Leukemia is cancer that starts in the tissues that form blood. Usually, leukemia involves the production of abnormal white blood cells — the cells that help the body fight infection. When leukemia develops, bone marrow makes too many abnormal, immature white blood cells that crowd out other, healthy blood cells. Not all leukemias are the same. Treatment options, as well as outlooks (prognosis), vary depending on the type.
At Rocky Mountain Cancer Centers (RMCC), our blood cancer specialists, called hematologists, are here to guide you and your family every step of the way. Our doctors have been influential in pioneering groundbreaking new therapies that offer unprecedented hope to patients with blood cancers like leukemia. Advancing cancer care through blood cancer research and innovation is part of our mission. As part of the national US Oncology Network, we are able to provide access to the latest cancer trreatments and therapies available through clinical trials. RMCC’s oncology researchers and their patients have been instrumental in developing new therapies that have transformed treatment and prognosis for leukemias.
We invite you to explore these pages to learn more about the disease, including signs and symptoms, types, diagnosis, and what treatment options you have. We are here to provide support and answer any questions you have about leukemia.
Visit the National Cancer Institute where this information and more can be found about Leukemia or ask your cancer care team questions about your individual situation.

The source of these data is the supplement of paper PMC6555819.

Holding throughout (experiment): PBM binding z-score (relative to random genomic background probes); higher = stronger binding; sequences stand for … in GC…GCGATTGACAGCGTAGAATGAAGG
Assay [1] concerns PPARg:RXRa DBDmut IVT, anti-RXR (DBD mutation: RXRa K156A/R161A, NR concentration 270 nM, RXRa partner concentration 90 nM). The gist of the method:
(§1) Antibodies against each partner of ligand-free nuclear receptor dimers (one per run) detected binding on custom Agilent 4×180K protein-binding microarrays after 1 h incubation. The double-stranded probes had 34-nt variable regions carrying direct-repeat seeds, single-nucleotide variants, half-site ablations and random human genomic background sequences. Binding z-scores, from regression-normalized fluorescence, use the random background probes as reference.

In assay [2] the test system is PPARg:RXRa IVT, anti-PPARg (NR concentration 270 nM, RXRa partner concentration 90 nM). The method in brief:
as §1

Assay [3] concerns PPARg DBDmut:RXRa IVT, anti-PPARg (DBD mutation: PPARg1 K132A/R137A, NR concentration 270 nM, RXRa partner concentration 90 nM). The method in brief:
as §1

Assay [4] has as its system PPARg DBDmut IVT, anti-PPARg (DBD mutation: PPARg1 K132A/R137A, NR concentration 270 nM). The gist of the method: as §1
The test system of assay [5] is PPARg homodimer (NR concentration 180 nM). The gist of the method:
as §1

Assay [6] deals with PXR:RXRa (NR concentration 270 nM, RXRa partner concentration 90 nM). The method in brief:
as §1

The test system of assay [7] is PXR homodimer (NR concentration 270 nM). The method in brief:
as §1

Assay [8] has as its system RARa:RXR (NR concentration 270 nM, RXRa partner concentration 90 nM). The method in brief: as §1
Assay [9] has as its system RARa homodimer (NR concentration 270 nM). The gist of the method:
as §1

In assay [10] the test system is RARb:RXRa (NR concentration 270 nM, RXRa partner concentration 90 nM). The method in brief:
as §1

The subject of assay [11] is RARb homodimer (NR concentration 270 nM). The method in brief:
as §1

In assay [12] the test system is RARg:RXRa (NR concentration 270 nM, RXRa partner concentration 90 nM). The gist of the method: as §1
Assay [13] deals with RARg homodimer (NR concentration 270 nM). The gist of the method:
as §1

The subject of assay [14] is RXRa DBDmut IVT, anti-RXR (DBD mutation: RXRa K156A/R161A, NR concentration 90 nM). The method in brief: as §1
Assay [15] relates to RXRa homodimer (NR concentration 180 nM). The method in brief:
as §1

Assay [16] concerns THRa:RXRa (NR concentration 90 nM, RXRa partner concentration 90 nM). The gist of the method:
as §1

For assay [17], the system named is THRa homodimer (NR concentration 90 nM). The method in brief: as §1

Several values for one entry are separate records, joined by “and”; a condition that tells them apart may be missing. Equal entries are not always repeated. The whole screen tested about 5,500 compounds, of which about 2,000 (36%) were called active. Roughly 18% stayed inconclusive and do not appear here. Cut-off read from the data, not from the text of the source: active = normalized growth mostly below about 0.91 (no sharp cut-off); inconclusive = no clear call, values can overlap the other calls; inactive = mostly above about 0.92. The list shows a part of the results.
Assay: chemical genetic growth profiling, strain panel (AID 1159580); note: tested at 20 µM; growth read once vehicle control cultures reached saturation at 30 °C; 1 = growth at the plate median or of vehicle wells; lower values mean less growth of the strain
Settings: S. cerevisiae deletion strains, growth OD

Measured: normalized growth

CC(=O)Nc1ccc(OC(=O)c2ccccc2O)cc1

Signs & Symptoms of Leukemia
The quicker you can recognize the symptoms of leukemia, the better you can improve your chances of receiving a timely diagnosis and prompt treatment.
Since there is no standard screening process for detecting early-stage leukemia, it is important to see your doctor regularly for a checkup. If you have symptoms that suggest leukemia, your doctor will try to find out what’s causing the problems…
Types of Leukemia
Leukemia is not one disease, but several— and while they all affect the blood, not all are created equal. Some leukemias are considered ‘acute’ and others, ‘chronic.’ There are even those that emerge from ‘myeloid’ cells versus ‘lymphoid’ cells.
Doctors use staging to help them predict the progression of leukemia and develop an appropriate treatment plan. While most cancers are staged based on the size and spread of tumors, leukemia staging is a little bit different…